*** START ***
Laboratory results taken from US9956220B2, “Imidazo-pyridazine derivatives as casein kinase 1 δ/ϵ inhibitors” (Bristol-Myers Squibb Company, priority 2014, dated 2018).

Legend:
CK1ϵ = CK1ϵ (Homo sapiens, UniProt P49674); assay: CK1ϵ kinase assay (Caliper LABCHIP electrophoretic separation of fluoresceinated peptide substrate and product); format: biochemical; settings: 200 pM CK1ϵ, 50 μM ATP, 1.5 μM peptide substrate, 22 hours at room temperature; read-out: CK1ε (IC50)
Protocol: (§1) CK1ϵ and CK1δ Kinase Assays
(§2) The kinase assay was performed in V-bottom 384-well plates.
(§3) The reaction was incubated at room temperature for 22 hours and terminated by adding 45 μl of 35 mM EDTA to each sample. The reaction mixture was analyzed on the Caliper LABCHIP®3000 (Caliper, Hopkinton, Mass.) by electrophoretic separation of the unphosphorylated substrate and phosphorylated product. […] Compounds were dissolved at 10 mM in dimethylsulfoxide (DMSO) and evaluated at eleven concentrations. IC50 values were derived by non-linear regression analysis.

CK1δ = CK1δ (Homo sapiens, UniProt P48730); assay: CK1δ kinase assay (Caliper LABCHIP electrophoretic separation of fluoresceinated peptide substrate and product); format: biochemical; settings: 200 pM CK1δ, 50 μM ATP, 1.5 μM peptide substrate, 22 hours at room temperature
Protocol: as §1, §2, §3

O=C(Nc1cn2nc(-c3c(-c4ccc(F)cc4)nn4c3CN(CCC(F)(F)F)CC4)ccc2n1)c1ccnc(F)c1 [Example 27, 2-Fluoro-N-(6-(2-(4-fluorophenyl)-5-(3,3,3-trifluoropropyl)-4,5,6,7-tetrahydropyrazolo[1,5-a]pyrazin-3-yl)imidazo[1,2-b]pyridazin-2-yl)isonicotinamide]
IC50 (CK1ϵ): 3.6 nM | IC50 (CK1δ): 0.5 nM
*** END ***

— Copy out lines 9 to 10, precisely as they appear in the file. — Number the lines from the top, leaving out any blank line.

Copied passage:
O=C(Nc1cn2nc(-c3c(-c4ccc(F)cc4)nn4c3CN(CCC(F)(F)F)CC4)ccc2n1)c1ccnc(F)c1 [Example 27, 2-Fluoro-N-(6-(2-(4-fluorophenyl)-5-(3,3,3-trifluoropropyl)-4,5,6,7-tetrahydropyrazolo[1,5-a]pyrazin-3-yl)imidazo[1,2-b]pyridazin-2-yl)isonicotinamide]
IC50 (CK1ϵ): 3.6 nM | IC50 (CK1δ): 0.5 nM